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“If at first you don’t succeed, try, try again. Then quit. There’s no point in being a damn fool about it.”
~ W. C. Fields


The final frontier.

Throughout life I’ve been good at analyzing situations. Dispassionately judging them. Making the reward / risk calculation in the blink of an eye. Deciding ruthlessly whether continuing with a path is worthwhile.

I’ve not the persistent type.

Too good at revaluating and second guessing. Too attuned too new information; too prone to giving it credence. Letting it tip my initial resolution into a new direction.

A quitter.

In friendships, in work, in projects, in hobbies.

Because I don’t appreciate the value of commitments or sunk costs. The first is theoretically economic suicide. The second is theoretically divine economics.

Neither is a good way of dealing with people.

People are intrinsically valuable. You don’t value people for ends. A friend is not valuable for helping you cope with stress or because they trust you with their problems. A mentor is not valuable because they teach. We ascribe value to what they do, but that is not the source of their value.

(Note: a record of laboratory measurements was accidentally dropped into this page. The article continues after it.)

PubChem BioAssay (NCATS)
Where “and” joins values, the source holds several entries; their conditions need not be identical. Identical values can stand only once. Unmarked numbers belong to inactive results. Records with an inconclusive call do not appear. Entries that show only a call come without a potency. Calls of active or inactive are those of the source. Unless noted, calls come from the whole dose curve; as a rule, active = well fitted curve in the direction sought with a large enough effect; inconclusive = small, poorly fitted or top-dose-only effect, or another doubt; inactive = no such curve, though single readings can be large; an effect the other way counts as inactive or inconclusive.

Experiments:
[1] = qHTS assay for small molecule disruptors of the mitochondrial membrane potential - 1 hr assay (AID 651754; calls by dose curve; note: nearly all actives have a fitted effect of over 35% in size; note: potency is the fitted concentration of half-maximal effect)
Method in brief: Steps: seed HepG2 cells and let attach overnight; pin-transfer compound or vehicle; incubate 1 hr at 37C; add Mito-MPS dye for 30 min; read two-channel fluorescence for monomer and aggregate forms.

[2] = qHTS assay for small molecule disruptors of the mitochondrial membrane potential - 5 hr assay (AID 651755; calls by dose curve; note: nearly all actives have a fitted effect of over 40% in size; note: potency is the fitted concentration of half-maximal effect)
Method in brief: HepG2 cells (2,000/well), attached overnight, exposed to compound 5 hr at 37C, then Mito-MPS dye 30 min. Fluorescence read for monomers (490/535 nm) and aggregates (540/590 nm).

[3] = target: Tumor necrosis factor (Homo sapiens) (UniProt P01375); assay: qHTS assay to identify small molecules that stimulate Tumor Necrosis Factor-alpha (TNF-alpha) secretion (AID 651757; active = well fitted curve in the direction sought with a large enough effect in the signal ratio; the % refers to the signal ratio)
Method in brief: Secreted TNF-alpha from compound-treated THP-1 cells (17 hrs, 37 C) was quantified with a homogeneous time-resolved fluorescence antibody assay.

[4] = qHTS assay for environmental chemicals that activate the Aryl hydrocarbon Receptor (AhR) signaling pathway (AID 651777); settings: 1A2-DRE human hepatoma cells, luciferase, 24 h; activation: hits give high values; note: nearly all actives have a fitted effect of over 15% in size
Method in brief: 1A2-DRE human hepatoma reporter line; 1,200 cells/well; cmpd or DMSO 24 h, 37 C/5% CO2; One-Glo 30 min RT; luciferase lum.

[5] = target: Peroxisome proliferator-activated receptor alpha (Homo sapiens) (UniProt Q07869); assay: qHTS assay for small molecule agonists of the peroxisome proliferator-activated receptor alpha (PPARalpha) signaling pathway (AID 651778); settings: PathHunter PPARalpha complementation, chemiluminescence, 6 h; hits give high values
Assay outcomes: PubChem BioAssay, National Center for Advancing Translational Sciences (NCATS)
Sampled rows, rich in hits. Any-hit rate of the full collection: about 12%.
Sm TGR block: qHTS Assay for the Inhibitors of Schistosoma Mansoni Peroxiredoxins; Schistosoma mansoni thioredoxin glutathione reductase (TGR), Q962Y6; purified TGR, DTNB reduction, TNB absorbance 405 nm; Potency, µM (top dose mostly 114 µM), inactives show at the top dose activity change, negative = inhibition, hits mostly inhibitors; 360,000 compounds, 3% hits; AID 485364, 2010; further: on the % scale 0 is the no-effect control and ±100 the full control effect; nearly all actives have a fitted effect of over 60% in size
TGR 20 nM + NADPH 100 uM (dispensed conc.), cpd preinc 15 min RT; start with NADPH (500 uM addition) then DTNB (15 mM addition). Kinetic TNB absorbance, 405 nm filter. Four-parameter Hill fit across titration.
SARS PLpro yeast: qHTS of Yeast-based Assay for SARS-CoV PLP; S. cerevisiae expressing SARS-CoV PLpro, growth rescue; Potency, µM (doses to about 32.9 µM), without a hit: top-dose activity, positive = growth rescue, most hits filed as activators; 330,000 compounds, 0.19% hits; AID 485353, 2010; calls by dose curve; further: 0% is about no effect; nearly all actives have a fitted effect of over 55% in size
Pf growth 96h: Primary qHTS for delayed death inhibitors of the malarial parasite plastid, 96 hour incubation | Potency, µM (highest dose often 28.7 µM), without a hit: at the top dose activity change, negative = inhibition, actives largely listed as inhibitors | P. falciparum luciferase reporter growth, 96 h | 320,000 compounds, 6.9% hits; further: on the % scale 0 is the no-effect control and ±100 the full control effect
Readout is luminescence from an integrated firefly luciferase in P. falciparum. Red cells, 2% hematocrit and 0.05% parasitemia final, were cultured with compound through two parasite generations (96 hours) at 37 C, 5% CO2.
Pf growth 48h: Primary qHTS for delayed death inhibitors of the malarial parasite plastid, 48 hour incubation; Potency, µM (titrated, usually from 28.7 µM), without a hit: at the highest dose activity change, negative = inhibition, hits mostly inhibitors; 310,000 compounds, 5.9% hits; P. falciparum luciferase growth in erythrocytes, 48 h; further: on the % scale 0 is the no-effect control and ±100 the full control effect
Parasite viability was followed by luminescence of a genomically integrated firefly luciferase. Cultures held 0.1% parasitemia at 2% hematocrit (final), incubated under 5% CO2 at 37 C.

The value in any relationship is in the now. Conditioned by those past experiences. Guided by them. But transcendent of them. A relationship exists in the present moment. In the will of the participants. These people, here and now.

Now, today, I understand there are no sunk costs with people. Relationships however formed, however twisted, endure. A man and his worst enemy have a relationship – albeit adversarial. The best friend from primary school and me have a relationship that exists now. No matter how faint.

These relationships function through persistence. Time spent in contact, messages past, emails sent and the odd phone conversation is communication and persistence. They both need to be there.

It’s time I practiced some persistence.